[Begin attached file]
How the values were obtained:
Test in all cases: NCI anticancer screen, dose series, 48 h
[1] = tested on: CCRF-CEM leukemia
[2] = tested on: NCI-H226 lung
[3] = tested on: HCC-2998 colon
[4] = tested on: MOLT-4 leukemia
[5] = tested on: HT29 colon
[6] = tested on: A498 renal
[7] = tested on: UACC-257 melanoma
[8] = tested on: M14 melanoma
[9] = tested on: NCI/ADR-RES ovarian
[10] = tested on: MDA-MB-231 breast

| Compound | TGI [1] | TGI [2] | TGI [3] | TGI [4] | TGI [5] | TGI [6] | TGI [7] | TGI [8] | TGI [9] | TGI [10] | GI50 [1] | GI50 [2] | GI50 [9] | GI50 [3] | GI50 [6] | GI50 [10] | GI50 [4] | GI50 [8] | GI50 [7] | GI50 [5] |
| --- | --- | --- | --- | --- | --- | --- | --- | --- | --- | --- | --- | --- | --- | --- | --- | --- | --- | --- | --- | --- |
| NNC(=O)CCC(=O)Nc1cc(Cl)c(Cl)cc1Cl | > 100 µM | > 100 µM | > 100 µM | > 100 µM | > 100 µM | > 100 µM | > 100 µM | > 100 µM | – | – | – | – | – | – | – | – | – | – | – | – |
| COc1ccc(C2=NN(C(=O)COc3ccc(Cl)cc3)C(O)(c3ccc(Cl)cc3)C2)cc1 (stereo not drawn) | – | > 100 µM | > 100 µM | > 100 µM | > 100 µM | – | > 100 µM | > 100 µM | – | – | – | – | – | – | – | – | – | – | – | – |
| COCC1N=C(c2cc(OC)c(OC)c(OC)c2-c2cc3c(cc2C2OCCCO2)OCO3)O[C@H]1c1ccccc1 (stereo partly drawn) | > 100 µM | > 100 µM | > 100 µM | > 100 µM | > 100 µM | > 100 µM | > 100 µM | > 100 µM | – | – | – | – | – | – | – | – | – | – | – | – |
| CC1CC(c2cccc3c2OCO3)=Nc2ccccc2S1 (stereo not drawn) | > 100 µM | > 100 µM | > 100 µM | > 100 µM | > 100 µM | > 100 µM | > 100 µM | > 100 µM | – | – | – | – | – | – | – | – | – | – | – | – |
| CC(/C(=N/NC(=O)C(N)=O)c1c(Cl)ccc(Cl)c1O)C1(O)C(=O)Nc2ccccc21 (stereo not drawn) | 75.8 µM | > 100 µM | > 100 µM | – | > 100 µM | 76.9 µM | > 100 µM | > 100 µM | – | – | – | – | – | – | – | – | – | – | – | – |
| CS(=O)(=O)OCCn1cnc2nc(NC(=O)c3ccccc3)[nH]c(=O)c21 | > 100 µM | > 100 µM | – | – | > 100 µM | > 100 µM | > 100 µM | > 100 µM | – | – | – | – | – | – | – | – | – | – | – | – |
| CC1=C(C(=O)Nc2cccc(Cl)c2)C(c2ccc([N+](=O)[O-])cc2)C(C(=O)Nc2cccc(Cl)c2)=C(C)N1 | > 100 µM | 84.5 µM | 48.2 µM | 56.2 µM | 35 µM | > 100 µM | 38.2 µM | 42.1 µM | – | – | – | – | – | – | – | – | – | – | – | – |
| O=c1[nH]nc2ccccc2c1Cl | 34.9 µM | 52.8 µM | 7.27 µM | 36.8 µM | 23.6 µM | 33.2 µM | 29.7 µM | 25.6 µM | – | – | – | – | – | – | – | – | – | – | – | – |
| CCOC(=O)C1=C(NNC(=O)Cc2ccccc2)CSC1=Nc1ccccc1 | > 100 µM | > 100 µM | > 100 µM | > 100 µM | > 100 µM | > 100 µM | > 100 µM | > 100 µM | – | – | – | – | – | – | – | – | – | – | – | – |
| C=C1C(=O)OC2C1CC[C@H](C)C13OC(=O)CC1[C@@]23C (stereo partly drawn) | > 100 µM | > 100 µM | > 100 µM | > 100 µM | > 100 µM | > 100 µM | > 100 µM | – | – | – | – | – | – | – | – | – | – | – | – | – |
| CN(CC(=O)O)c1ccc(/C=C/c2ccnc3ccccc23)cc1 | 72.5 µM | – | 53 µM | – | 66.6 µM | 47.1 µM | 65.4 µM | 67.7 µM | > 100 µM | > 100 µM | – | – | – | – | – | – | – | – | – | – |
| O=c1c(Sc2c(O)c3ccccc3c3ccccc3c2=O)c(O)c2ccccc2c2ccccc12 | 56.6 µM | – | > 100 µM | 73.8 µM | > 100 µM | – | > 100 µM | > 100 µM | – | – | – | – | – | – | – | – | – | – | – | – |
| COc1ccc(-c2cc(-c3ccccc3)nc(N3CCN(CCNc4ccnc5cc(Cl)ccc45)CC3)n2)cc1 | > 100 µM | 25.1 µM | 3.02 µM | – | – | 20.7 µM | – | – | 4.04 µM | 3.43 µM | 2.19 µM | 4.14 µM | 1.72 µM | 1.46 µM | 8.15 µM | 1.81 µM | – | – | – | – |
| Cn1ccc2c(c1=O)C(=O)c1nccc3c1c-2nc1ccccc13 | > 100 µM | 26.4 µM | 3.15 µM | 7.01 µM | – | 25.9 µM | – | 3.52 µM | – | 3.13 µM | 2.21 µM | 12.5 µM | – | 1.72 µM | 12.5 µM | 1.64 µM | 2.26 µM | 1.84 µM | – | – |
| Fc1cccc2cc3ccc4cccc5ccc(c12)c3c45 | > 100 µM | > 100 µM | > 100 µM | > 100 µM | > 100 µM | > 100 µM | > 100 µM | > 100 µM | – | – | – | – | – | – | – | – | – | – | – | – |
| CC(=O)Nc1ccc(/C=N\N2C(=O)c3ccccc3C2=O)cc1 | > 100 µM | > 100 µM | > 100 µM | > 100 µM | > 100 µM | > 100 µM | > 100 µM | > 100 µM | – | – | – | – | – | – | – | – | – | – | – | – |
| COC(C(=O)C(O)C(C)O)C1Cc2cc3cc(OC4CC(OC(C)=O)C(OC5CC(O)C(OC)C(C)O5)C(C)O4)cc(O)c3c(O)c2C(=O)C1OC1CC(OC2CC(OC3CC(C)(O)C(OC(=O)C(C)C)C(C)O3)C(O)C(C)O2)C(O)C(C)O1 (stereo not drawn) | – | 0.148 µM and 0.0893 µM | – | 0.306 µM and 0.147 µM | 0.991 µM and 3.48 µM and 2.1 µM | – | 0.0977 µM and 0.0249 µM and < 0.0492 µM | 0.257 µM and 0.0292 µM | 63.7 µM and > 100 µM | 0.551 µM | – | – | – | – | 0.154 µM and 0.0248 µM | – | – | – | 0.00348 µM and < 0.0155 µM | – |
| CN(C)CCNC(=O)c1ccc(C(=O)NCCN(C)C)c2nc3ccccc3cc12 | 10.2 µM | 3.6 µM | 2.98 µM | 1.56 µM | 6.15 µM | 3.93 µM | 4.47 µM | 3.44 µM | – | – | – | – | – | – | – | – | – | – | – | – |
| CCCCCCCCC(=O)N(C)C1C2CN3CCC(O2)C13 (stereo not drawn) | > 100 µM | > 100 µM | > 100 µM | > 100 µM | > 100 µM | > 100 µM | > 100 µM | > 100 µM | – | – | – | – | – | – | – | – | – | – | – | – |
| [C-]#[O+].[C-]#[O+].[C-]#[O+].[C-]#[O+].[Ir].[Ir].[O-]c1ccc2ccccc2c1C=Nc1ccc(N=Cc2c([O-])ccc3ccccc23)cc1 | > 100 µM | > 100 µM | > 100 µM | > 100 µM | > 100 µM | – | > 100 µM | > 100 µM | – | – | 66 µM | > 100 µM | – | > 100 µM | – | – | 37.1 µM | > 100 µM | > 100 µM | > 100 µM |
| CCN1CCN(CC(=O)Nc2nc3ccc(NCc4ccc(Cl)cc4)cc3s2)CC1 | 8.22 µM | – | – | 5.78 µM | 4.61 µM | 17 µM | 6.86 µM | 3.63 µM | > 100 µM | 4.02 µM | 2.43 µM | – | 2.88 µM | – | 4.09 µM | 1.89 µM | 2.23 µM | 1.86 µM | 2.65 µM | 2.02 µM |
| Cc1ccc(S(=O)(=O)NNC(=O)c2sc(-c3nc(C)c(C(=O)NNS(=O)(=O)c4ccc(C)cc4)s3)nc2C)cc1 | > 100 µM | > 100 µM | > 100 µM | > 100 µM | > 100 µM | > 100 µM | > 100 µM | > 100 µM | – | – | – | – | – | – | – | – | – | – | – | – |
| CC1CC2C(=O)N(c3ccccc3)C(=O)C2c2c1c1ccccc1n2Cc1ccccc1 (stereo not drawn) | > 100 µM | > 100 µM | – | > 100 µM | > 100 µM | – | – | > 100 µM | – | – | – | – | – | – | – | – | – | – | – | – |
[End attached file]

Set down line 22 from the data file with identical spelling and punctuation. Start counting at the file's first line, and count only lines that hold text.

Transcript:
| O=c1[nH]nc2ccccc2c1Cl | 34.9 µM | 52.8 µM | 7.27 µM | 36.8 µM | 23.6 µM | 33.2 µM | 29.7 µM | 25.6 µM | – | – | – | – | – | – | – | – | – | – | – | – |